It is always released the third Thursday of November, regardless of the start of the harvest. Americans generally associate it with Thanksgiving and Christmas.
My wife got me started on it. Neither of us are wine snobs, and this Beaujolais is not for snobs anyway.It sells for under ten bucks.
The 2009 vintage is said to be the best vintage in 50 years due to perfect growing conditions in France.
Beaujolais is 34 miles long from north to south and 7 to 9 miles wide. There are nearly 4,000 grape growers who make their living in this pretty region just north of Lyon.
They pick all the grapes by hand. These are the only vineyards, along with Champagne, where hand harvesting is mandatory. Beaujolais grows lots of Gamay grapes (AKA Gamay noir). This is not white wine country. Beaujolais Nouveau can only be made from grapes coming from the appellations of Beaujolais and Beaujolais-Villages.
The wines are fruity and higher in acid - perfect to drink in their youth and well suited for food.
Georges Duboeuf Beaujolais Nouveau for the past 35 years to drink to end the year and start the year. It's a nice tradition.
Beaujolais Nouveau is meant to be drunk young, so finish it off before spring. They say that the excellent vintages (such as 2000 as 2009) can live longer - maybe until the next harvest.
I found a bottle of 2008 vintage in the basement this past week that had been forgotten. I guess 2008 was not an excellent vintage. Down the drain.
Lesson learned. Drink the 2009 for the holidays.
Serve it pretty cool (recommended 55 degrees Fahrenheit, but I like it colder) though I have read that it is "more refreshing and its forward fruit more apparent" when served at room temperature.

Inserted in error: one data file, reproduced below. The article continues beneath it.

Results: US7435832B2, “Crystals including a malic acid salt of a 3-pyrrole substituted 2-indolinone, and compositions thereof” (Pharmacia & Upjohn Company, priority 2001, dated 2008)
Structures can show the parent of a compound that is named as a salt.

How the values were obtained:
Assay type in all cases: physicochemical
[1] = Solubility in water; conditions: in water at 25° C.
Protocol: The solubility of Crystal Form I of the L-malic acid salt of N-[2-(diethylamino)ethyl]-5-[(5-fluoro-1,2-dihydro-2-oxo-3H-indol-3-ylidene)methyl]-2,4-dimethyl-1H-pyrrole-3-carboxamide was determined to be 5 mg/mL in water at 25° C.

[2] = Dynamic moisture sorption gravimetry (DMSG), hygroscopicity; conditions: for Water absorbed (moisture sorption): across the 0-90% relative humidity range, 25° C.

By the way, what IS "room temperature?" Remember, that term comes from a time when homes were not well heated or air-conditioned. So, we are talking 14-18 Celsius (about 57-64 for Americans).
Not sure about serving temperature? Err on the side of caution and serve the wine a little too cold. The wine warms up quickly in the glass and releases pleasing aromas as it does - no easy way to cool a wine served too warm when it's in your glass.
The region of Beaujolais was first cultivated by the Romans who planted the areas along its trading route up the Saône valley. From the 7th century through the Middle Ages, most of the viticulture and winemaking was done by the Benedictine monks. In the 10th century, the region got its name from the town of Beaujeu, Rhône and was ruled by the Lords of Beaujeu till the 15th century when it was ceded to the Duchy of Burgundy. The wines from Beaujolais were mostly confined to the markets along the Saône and Rhône rivers, particularly in the town of Lyon.